Cnemaspis neangthyi GRISMER, GRISMER & CHAV, 2010
Can you confirm these amateur observations of Cnemaspis neangthyi?
|Higher Taxa||Gekkonidae, Gekkota, Sauria, Squamata (lizards: geckos)|
|Common Names||E: Neang Thy’s Rock Gecko|
|Synonym||Cnemaspis neangthyi GRISMER, GRISMER & CHAV 2010|
Cnemaspis neangthyi — GRISMER et al. 2014: 42
|Distribution||Cambodia (Pursat: NW Cardamom Mountains)|
Type locality: outside the village of O’lakmeas, Pursat Province, Cambodia (12°19.433’N, 103°30.6059’E.
|Types||Holotype: LSUHC 8485, adult male, collected in June 2007 by JLG, LLG, CT, and Neang Thy at approximately 2030 h. Paratypes.—All paratypes (LSUHC 8478, 8515, 8516, 8517) were collected at the same locality in June 2007.|
|Diagnosis||Diagnosis. Cnemaspis neangthyi differs from all other Southeast Asian species of Cnemaspis in having the unique combination of a maximum SVL of 54.0 mm; supralabials 11–13; infralabials 11 or 12; forearm scales keeled; ventral scales smooth; femoral pores absent; two preanal pores (when present) contiguous; no linearly arranged tubercles on flanks; lateral caudal tubercles present; ventrolateral caudal tubercles present anteriorly; caudal tubercles not restricted to a single paravertebral row on each side; subcaudals not keeled; no single median row of keeled subcaudals; caudal tubercles encircle tail; enlarged median subcaudal scale row of smooth scales present; postcloacal spurs present; shieldlike subtibial scales absent; subtibial scales smooth; no enlarged submetatarsal scales beneath first toe; 22–25 subdigital lamellae under fourth toe; no white markings on flanks; no distinct large dark spots on neck; dark caudal bands present; light-colored chevron marking between the shoulders present; and tail tip white with black speckling.|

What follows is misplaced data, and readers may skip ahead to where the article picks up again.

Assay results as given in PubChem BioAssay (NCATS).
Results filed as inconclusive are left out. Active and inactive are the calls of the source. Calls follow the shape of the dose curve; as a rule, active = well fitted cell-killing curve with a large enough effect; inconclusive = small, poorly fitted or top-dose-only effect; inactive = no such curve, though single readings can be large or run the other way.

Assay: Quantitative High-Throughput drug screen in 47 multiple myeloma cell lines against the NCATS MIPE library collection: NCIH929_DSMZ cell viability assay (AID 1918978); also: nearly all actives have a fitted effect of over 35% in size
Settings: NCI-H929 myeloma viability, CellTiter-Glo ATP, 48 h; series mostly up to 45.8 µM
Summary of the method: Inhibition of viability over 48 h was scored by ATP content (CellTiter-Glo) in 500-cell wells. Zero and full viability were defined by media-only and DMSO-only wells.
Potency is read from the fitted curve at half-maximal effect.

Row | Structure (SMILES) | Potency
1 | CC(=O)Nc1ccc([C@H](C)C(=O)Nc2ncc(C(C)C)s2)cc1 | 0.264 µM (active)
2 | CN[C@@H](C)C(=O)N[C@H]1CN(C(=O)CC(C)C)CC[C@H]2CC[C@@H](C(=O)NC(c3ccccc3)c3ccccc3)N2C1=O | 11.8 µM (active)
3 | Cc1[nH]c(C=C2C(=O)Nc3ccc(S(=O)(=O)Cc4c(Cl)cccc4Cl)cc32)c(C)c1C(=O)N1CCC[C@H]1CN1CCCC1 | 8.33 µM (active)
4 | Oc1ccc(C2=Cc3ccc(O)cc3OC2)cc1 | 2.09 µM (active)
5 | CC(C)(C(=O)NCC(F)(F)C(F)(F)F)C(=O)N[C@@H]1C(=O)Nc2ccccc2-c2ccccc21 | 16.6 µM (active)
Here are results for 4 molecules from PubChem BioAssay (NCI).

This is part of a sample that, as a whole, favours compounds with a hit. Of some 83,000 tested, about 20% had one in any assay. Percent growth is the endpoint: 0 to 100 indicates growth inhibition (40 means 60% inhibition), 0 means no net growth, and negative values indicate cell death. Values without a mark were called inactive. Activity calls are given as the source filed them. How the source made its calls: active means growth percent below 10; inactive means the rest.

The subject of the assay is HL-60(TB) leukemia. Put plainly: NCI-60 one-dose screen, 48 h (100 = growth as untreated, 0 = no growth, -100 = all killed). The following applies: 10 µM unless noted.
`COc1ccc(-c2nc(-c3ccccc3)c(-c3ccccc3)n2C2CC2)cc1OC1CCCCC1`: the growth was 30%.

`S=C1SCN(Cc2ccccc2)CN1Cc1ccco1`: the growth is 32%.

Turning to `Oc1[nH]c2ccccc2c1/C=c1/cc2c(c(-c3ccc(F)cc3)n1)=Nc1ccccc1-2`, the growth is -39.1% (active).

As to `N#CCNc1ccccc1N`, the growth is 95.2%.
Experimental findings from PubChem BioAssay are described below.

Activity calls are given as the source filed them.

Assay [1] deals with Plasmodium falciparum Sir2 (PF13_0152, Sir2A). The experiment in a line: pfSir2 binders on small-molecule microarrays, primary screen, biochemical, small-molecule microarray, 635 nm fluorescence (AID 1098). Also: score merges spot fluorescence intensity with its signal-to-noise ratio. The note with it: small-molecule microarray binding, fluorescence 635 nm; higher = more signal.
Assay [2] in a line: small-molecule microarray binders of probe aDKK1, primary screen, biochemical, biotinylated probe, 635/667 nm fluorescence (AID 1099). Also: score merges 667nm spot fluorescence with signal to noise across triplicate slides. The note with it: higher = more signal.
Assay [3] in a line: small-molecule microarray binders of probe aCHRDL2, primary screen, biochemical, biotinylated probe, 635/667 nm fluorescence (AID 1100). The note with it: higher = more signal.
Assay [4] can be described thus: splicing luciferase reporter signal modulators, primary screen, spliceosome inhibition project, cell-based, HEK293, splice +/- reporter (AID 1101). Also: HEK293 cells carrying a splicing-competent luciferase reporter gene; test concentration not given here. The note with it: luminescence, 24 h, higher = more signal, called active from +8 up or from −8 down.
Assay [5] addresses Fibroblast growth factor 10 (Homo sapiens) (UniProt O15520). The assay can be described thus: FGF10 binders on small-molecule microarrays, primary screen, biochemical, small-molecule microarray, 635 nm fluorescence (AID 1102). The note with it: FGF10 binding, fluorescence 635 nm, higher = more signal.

|Etymology||Etymology.—Named after Neang Thy of the Department of Nature Conservation and Pro- tection (DNCP) of Ministry of Environment, Cambodia for his important contributions to the herpetofauna of Cambodia and his untiring efforts and personal sacrifice to support conservation research in his country.|